“It is interesting to note that people see the reduction of government regulations that erect barriers to legal business activity as the second most important measure to combat smuggling. This indicates that a large share of the shadow economy occurs as a result of aggravated conditions to work and earn legally. This is closely related with the need to improve the business conditions and reduce taxation of the labour force. Business conditions are more favourable in Estonia, that’s why Estonians are less critical about the regulations that inhibit legal activity,” – sums up LFMI’s policy analyst.

According to the survey, the portion of respondents who fully justify smuggling and illegal consumption of illicit goods is similar in Lithuania, Latvia and Estonia – 19%, 18% and 15% respectively. Lithuanians appear to be the most undecided in terms of their views of smuggling: the portion of those polled who are more likely to justify smuggling is the largest in Lithuania 42% as compared to 25% in Latvia and 21% in Estonia.  In addition, the portion of those polled who completely do not justify smuggling is 10% as compares to 20% in Latvia and 22% in Estonia.

“There is a number of people in all three Baltic countries who completely or partially justify smuggling, which encumbers the work of state institutions. When majority of residents justify smuggling, fighting smuggling becomes a complicated task especially when only administrative and punitive measures are employed. Lithuanians are slightly more tolerant to smuggling than Latvians and Estonians. This can be explained by the fact that Lithuanians are more open in answering questions when they are polled.  The portion of respondents who did not provide any answers was the smallest in Lithuania,” – states V. Žukauskas.

Wages “in envelopes” are mostly spread in Latvia, while in Lithuania and Estonia this way of hiding taxes is less evident. The biggest spread of wages “in envelopes” or other ways of hiding taxes is noticed in Latvia: 43% of respondents indicated they know people close around who received at least part of wages in such form or hid part of their taxes in other way in year 2011. In Lithuania and Estonia, this share is lower: 24% and 20% respectively.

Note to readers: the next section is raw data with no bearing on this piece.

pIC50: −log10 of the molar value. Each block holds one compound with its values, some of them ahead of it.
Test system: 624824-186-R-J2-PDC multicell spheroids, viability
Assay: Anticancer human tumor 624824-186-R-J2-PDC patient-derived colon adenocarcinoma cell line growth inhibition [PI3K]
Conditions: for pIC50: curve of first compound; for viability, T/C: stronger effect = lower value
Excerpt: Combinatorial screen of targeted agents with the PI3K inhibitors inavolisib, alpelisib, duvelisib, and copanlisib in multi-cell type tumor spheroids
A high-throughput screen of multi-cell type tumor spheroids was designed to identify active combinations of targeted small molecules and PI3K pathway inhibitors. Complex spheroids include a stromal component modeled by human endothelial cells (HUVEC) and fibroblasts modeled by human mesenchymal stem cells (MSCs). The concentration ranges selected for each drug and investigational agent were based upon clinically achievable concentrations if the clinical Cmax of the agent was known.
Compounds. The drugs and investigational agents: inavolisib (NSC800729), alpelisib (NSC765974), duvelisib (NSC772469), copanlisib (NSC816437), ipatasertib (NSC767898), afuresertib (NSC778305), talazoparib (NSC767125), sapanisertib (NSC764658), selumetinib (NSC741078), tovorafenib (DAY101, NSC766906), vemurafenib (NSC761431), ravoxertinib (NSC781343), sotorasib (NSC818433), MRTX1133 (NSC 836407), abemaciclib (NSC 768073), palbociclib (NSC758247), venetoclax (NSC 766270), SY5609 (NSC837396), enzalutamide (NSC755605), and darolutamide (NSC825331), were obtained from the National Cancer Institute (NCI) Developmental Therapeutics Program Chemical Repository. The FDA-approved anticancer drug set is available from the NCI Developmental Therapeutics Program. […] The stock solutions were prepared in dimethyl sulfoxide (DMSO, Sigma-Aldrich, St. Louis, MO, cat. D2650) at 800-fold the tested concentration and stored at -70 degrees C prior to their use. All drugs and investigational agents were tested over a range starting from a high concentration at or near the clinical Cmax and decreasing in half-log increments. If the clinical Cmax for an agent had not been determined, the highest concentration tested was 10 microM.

“Not only this poll, but also other international surveys, e.g. a study on the shadow economy by the Stockholm School of Economics in Riga, confirm that the shadow economy is the largest in Latvia. It is important to have in mind that the standard of living in Latvia is the lowest in the Baltic countries. This doesn’t mean that the situation in Lithuania and Estonia is good. One-fourth of Lithuanian respondents reported that they know people close around who received unreported income, and this is a big portion. The main reason for “envelope wages” in Lithuania is high taxation of the labour force, more than 40%.”

The sociological survey of people’s perceptions of smuggling in the three Baltic countries has been done for first time. It was carried out during the period February 9th – 28th, 2012, using an Omnibus study. In Latvia fieldwork was carried out by SIA Data Serviss, in Estonia – by Turu-uuringute AS.

Counting its 22nd year of active performance, the Lithuanian Free Market Institute is a leading free-market NGO in Lithuania and one of champion thinks tanks in the region. LFMI was the pioneer of independent policy advocacy in Lithuania and stood at the forefront of the country’s economic and social transition to the free-market economy. In 2011, LFMI has been recognized as one of the top think tanks in Central and Eastern Europe for the fifth year in a row in the study of the world‘s top think tanks done by the University of Pennsylvania (USA).